5 tips for nailing that all-important virtual presentation or interview
While our Zoom skills might be adequate for keeping our loved ones up to date on our latest baking/gardening exploits, when it comes to presenting, interviewing and conducting meetings on camera, it’s a whole different ball game.
With the use of the video call software jumping 30-fold since the pandemic’s start, and with 46.6% of the UK population having worked remotely at some point over the last year, it’s well worth fine-tuning your video call technique.
Whether you’re delivering a deal-clinching virtual presentation or conducting an interview to find that star candidate, there are some very basic things that people are still getting wrong. But luckily, there are some very quick (and easy) fixes.
Getting off to a smooth start
Did you know that over the last year the average remote worker has lost the equivalent of 3 days and 2 hours waiting for virtual meetings to start? While the Zoom waiting room (AKA the limbo zone) is essential for privacy, it poses a real challenge for any presenter hoping to get their virtual presentation off to a smooth start, with audience members likely to trickle through the waiting room over the course of a 5 or 10 minute period.
So how can you ensure you still get off to a smooth start? The key is knowing who your audience are (and this requires some nifty in-advance LinkedIn research). While you’re waiting for everyone to join, you’re afforded an excellent opportunity to network. Get to know who you’re speaking to and use this knowledge to inform your presentation. And, when it comes to style, think about easing your audience in with some anecdotes. The key is to adopt a tone that seamlessly travels from small talk to industry expertise.
Avoid becoming the second tab
Ever found yourself ticking off some admin mid-way through a less-than-exciting presentation? Unfortunately, as a virtual presenter, you’re up against one of the most distracting technologies known to man: the computer and it’s endless web-browsing capabilities. The last thing you want is to fall victim to second tab syndrome.
When keeping an audience engaged virtually, you don’t quite have the same tools at your disposal: moving dynamically around a room and eye contact (unless you have the inhuman ability to stare directly into the webcam without getting distracted by your screen) are off the cards. So what can you do instead?
The average attention span for virtual presentations are all a little bit shorter, with most attendees losing interest around the 10 minute mark. So it’s clear that the best approach is to keep presentations short and snappy, and it’s always a good idea to throw in the odd joke while you’re at it. And the ultimate antidote to word waffle? A thorough presentation run-through beforehand.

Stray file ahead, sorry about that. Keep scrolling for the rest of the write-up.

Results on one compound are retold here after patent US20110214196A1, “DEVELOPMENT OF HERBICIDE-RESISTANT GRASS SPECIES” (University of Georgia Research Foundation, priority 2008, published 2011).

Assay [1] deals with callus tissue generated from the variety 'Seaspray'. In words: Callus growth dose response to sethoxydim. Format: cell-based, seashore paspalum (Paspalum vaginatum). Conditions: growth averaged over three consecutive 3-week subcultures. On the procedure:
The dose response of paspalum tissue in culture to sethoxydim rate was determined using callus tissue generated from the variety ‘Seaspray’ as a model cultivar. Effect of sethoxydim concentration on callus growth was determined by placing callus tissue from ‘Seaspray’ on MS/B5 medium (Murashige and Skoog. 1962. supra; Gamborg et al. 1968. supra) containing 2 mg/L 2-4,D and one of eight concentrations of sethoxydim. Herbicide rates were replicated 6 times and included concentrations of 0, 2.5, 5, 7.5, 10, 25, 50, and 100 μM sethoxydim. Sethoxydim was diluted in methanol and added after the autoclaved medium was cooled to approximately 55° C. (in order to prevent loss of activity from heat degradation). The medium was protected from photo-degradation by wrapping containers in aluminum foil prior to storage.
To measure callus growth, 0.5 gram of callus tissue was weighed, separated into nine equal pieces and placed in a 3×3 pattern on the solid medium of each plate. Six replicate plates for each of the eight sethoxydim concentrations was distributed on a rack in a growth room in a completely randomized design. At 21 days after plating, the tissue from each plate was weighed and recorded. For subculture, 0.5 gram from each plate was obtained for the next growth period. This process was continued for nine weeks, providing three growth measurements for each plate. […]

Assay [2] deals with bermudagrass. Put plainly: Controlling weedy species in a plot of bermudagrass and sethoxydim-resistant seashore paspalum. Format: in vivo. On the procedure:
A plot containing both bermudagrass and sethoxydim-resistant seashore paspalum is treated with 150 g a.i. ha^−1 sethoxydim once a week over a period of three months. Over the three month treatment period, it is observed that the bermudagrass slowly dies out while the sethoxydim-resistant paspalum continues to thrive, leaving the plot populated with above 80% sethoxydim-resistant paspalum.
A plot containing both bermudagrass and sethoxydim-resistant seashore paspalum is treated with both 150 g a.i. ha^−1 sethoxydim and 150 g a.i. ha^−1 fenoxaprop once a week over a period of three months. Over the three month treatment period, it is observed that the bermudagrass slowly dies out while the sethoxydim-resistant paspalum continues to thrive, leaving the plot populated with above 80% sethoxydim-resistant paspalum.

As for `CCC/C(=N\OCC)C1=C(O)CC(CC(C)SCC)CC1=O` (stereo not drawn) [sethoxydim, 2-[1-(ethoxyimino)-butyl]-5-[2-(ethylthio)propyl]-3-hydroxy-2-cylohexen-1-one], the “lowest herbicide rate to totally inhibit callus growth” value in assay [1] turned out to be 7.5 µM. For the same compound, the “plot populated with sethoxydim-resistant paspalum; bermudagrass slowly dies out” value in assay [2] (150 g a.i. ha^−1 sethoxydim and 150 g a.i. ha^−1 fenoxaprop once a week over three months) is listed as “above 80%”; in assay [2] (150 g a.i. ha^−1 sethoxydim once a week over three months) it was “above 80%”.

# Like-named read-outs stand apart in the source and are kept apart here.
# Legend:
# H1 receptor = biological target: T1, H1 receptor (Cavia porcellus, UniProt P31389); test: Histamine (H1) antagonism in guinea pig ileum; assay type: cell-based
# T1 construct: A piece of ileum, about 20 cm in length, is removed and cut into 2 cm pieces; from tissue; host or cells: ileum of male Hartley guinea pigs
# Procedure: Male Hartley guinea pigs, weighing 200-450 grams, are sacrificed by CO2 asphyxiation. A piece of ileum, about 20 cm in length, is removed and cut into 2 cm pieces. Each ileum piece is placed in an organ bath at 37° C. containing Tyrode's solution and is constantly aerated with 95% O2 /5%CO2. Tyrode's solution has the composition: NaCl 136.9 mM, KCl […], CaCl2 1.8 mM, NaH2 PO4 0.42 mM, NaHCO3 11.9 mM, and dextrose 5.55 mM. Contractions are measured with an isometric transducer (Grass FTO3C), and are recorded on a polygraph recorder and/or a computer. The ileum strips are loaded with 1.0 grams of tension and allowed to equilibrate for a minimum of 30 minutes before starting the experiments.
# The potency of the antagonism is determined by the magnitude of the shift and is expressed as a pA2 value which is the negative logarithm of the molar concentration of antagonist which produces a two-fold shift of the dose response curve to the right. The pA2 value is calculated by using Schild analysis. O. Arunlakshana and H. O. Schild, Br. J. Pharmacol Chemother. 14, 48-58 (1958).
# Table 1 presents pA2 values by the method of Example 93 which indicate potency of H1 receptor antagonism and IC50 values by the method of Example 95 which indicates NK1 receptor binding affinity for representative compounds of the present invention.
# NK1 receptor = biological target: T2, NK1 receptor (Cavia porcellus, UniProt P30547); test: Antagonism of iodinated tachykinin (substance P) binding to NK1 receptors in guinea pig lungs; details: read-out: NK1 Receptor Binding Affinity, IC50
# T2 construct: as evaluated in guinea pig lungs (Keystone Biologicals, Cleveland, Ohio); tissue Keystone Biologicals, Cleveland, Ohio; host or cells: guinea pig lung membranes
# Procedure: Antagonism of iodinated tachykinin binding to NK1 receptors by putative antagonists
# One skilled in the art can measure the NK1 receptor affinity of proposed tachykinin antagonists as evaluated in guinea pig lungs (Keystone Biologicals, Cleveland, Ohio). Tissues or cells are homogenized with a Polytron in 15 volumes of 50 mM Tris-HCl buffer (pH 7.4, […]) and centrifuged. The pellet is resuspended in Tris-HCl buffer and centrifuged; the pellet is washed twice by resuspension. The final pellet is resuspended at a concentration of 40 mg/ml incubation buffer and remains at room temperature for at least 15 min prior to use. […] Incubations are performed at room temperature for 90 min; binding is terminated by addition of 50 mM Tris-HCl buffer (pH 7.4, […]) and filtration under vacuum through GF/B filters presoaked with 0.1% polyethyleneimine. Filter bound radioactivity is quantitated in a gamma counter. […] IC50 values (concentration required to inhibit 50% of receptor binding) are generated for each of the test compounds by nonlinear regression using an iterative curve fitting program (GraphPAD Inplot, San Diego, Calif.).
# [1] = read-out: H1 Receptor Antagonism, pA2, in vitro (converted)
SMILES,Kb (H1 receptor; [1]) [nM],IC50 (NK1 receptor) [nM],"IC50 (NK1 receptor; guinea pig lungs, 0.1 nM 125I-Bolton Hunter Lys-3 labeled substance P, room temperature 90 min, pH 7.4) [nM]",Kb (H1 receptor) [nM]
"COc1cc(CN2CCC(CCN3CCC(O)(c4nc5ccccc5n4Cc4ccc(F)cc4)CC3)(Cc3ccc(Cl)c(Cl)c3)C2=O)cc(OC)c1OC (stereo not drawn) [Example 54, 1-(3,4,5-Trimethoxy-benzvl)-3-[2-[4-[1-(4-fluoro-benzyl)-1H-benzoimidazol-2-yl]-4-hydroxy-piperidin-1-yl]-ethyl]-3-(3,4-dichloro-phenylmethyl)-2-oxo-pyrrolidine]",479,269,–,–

Flattering camera angles aren’t just for selfies
It may sound obvious, but webcam positioning is everything. In fact, according to a Frontiers in Psychology study which looks at how webcam placement influences perception and social coordination, raising your webcam to eye level or slightly higher is the best angle for engaging your audience.
As well as avoiding any unflattering nostril shots, a heightened position forces you to adopt better posture, which in turn encourages deeper breathing, leading to a more relaxed presentational style.
Lights, camera, action
Leave the dramatic silhouettes to 1930s film noir. For a presentation or an interview where up to 93% of your communication is nonverbal, clean lighting that clearly shows your face, without an overexposed background, is the way forward. While natural lighting is great, it’s often unreliable – after all, we live in the UK where the sun’s appearance is erratic at best.
So, while you might have previously considered ring lights to be an unnecessary bit of kit used only by YouTube makeup gurus, with virtual meetings and interviews now looking to be a permanent fixture, it’s definitely a worthy investment. And, as a plus (thanks to a Covid-induced rise in popularity), ring lights are now a budget friendly piece of gear costing as little as £10.
“We can’t hear you!”
The last thing anyone wants to hear is a muffled microphone or, worse still, a laptop microphone that picks up every keyboard click of your diligent meeting minutes. Investing in an external microphone is a sure way to iron out any audio mishaps and, much like the budget-friendly ring light, a desktop microphone usually comes in around the £15 mark. They’re easy to use: simply plug it directly into your laptop/desktop and you’re ready to go.
And, once you think you’ve got your set up down to a T, it’s well worth running a quick tech check. Zoom and other presentation and meeting software all have a built-in audio test function, so you can “1-2-1-2-testing” to your heart’s content.
While we might not all be destined for the big-screen, more and more of our lives are being spent on camera. And though at first this may have seemed like a lockdown fad, virtual presentations and interviews are here to stay – they’re convenient and they’re time efficient – quite frankly, we’ve seen the light. So, with video calls now a critical part of how we communicate, it’s well worth nailing your web-cam etiquette.
At Yours Sincerely we offer media training workshops – download the details here.